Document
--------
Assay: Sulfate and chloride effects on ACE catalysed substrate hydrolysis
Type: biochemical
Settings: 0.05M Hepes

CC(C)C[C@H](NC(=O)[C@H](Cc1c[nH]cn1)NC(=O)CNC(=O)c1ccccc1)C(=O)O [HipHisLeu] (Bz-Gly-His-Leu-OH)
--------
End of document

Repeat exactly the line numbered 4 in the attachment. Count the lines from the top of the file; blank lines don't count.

CC(C)C[C@H](NC(=O)[C@H](Cc1c[nH]cn1)NC(=O)CNC(=O)c1ccccc1)C(=O)O [HipHisLeu] (Bz-Gly-His-Leu-OH)